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You can use the SCRIPT element to add VBScript code to an HTML page.

The <SCRIPT> Tag

VBScript code is written within paired <SCRIPT> tags. For example, a procedure to test a delivery date might appear as follows:

 CopyCode imageCopy Code
<SCRIPT LANGUAGE="VBScript"> 
<!--
   Function CanDeliver(Dt)
      CanDeliver = (CDate(Dt) - Now()) > 2
   End Function
-->
</SCRIPT>

Beginning and ending <SCRIPT> tags surround the code. The LANGUAGE attribute indicates the scripting language. You must specify the language because browsers can use other scripting languages. Notice that the CanDeliver function is embedded in comment tags (<!-- and -->). This prevents browsers that don't understand the <SCRIPT> tag from displaying the code.

Since the example is a general function — it is not tied to any particular form control — you can include it in the HEAD section of the page:

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<HTML>
<HEAD>
<TITLE>Place Your Order</TITLE>
<SCRIPT LANGUAGE="VBScript">
<!--
   Function CanDeliver(Dt)
      CanDeliver = (CDate(Dt) - Now()) > 2
   End Function
-->
</SCRIPT>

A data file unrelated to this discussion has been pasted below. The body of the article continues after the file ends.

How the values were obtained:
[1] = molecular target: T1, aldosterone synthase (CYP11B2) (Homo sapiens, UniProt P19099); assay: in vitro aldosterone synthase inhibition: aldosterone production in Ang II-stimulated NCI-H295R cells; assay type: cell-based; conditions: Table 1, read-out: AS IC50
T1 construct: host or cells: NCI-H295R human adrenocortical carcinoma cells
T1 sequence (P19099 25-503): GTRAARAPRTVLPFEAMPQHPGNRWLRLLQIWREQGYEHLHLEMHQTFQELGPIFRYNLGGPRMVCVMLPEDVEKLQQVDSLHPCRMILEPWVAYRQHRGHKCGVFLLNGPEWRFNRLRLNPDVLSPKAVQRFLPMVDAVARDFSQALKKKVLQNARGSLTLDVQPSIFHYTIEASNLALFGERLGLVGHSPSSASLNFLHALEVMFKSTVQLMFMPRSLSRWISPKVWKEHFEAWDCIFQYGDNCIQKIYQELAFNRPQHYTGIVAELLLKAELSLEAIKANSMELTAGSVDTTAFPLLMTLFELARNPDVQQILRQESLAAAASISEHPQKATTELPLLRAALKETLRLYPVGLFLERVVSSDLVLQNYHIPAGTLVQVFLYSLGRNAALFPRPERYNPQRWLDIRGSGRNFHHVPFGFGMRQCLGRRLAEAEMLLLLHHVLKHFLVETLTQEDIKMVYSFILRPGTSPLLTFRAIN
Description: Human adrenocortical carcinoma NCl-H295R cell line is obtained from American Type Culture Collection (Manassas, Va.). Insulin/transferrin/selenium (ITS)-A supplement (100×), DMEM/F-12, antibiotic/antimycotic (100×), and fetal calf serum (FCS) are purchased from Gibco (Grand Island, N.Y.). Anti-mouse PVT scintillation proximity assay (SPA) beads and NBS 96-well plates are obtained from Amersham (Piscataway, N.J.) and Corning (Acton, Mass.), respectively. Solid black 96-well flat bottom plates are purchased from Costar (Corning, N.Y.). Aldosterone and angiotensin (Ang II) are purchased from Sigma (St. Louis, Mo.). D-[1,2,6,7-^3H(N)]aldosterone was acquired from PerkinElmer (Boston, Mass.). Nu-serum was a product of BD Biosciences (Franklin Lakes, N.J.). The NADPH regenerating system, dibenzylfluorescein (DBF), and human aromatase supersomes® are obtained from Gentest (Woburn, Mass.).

</HEAD>
<BODY>
...

You can use SCRIPT blocks anywhere in an HTML page. You can put them in both the BODY and HEAD sections. However, you will probably want to put all general-purpose scripting code in the HEAD section in order to keep all the code together. Keeping your code in the HEAD section ensures that all code is read and decoded before it is called from within the BODY section.

One notable exception to this rule is that you may want to provide inline scripting code within forms to respond to the events of objects in your form. For example, you can embed scripting code to respond to a button click in a form:

 CopyCode imageCopy Code
<HTML>
<HEAD>
<TITLE>Test Button Events</TITLE>
</HEAD>
<BODY>
<FORM NAME="Form1">
   <INPUT TYPE="Button" NAME="Button1" VALUE="Click">
   <SCRIPT FOR="Button1" EVENT="onClick" LANGUAGE="VBScript">
      MsgBox "Button Pressed!"
   </SCRIPT>
</FORM>
</BODY>
</HTML>

Most of your code will appear in either Sub or Function procedures and will be called only when specified by your code. However, you can write VBScript code outside procedures, but still within a SCRIPT block. This code is executed only once, when the HTML page loads. This allows you to initialize data or dynamically change the look of your Web page when it loads.


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